Thursday, 1 December 2011

Kenwa Mabuni books - now translated into English...

Just when I thought it was impossible to get hold of any books written by Kenwa Mabuni, founder of shito ryu, that were translated into English I came across Lulu.com - a self-publishing website. Here I discovered two books written by Mabuni and translated into English by karate sensei - Mario McKenna.

The first is Karate Kempo: The art of self-defense. Mabuni wrote this in 1934. Interestingly this book is about the art of 'goju-ryu kenpo'. It is one of Mabuni's early written works (he was a very prolific writer, writing several books and articles during the 1930s and 1940s, but none were ever translated into English). It is a work about the then fledgling art of karate-do and was intended as a general introduction to the art.

As McKenna says in the blurb: Karate Kenpo provides a rare glimpse of Mabuni's ideas about the history and development of karate-do on Okinawa. It also introduces the fundamentals of his art including warm-up, basic techniques, stances, training equipment and the fundamental kata san chin and the advanced kata seiunchin.

In the book Mabuni outlines the steps for sanchin kata and seiunchin using line drawings. He also covers bunkai for seiunchin. I'm always amazed at how well conserved many kata are. I could only identify one small difference between Mabuni's description of seiunchin and the way I have been taught it today - remarkable!

The second Mabuni book that was available was: The study of Seipai: the secrets of self-defence karate kenpo. In this book Mabuni chose to use photos (mainly of himself) to illustrate the steps of the kata seipai rather than line drawings. Again the bunkai is described and illustrated clearly.

The second half of this book reveals the (then) secret text and diagrams called the Bubishi. Kenwa Mabuni was the first person to publish this text which is now known as the 'karate bible'. In McKenna's translation of Mabuni's book he has left the Bubishi untranslated stating that there are now many English translations of this book available.

Mabuni writes this foreword to the Bubishi section of his book:

"On the recommendation of my friend, I made a copy of a Chinese book on kenpo called Bubishi that my venerated teacher, Anko Itosu, had duplocated himself. I have used the Bubishi in my research and have secretly treasured it, however in this current age of growth and popularity of karate kenpo, I am hesitant to keep this book to myself for even one more day. If this benefits even a little those researchers' passionate about karate, then I will be very pleased. Kenwa Mabuni"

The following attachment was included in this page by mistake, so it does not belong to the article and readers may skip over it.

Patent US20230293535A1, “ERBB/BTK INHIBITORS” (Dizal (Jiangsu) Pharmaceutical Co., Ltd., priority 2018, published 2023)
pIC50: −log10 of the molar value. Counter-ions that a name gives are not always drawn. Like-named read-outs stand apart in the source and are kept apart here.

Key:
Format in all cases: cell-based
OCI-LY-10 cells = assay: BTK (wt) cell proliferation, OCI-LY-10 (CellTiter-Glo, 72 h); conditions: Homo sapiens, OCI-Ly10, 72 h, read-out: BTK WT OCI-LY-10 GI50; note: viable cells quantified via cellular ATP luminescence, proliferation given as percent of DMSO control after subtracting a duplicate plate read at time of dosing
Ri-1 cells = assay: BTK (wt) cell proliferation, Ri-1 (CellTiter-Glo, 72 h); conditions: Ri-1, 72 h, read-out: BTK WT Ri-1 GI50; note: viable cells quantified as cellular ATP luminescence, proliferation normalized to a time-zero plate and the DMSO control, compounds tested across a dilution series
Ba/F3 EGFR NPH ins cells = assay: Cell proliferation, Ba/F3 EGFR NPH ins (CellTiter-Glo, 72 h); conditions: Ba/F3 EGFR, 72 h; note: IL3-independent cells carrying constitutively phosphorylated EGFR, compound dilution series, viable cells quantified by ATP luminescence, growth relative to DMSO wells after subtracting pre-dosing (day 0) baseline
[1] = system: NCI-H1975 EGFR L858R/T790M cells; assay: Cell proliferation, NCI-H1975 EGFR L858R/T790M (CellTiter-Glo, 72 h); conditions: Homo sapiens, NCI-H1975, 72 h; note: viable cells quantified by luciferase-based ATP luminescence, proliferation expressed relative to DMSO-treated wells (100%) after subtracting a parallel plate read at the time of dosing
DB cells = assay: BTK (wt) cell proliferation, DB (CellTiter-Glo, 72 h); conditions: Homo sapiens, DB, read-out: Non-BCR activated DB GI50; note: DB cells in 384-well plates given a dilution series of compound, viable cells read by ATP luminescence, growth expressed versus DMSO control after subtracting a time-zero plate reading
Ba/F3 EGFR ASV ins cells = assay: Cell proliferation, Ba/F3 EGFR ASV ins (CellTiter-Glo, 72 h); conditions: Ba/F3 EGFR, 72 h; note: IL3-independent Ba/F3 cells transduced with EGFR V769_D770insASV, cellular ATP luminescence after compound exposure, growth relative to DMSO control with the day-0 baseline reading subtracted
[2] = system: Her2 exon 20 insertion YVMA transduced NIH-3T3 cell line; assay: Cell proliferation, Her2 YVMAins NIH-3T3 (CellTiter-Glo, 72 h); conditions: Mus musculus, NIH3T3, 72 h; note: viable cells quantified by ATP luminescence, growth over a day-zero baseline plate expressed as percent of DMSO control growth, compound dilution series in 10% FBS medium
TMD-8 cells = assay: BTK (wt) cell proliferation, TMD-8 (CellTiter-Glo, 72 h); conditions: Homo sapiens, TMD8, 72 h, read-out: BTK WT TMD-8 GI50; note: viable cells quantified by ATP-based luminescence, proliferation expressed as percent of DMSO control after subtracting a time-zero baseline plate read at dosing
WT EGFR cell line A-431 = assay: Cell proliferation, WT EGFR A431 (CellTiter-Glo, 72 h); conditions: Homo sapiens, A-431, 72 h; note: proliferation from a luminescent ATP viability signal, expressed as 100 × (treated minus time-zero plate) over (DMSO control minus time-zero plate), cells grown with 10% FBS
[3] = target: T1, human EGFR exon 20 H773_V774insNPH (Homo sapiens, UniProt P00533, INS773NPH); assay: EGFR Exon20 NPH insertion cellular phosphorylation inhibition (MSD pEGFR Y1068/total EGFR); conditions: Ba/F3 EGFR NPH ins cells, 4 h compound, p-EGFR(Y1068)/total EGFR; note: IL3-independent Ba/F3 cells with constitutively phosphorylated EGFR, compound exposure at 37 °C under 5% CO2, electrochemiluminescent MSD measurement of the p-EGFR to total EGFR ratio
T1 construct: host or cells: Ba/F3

What I particularly like about owning these books is that not only is it like hearing it straight from the horses mouth but I feel like I own a little bit of karate history myself. The book is obviously written in the present tense but it is about the practice of karate in the 1930's in Okinawa and Japan. Thus you get statements like:

"...The founder of our style, Goju-Ryu kenpo, Kanryo higaonna Sensei travelled to China to study Kenpo (mastering Chinese Fujian style Kenpo). Furthermore, my senior Chojun Miyagi travelled to China to conduct study into Kenpo and is presently still there."


and: "Presently on Okinawa young people freely practice in various systems such as Higaonna-ha, Itosu-ha, Maezato-ha, Shimabuku-ha, Ishimine-ha, Azato-ha etc."


Reading books like these very much makes karate history come alive to me, so thank you Sensei McKenna for bringing these translations to us.

I also have to praise the Lulu.com service: all their books are printed and bound after you order them and then shipped out. Both these books could only be shipped to the UK from the US but from initial order to receiving the books took less than a week, so well done Lulu!


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3 comments:

Marie said...

Thanks for linking these books Sue. I'm giving very serious consideration to selecting seiunchin for my Shodan grading kata presentation (which will include talking about the history of the kata as well as bunkai). I might have to invest in the first one. Just clicked over to the site and the price is really reasonable too.

xMx

Charles James said...

Ahhh, more stuff ... awesome Sue, thanks for the source too.

SueC said...

Marie, Mabuni's book doesn't really say anything about the origins of seienchin kata but to save you some donkey work researching the history of this kata you could read my post about it if you want to - just scroll down the left side bar to where I list all the kata I've studied and you'll find a link to it.

Charles, you're welcome :-)

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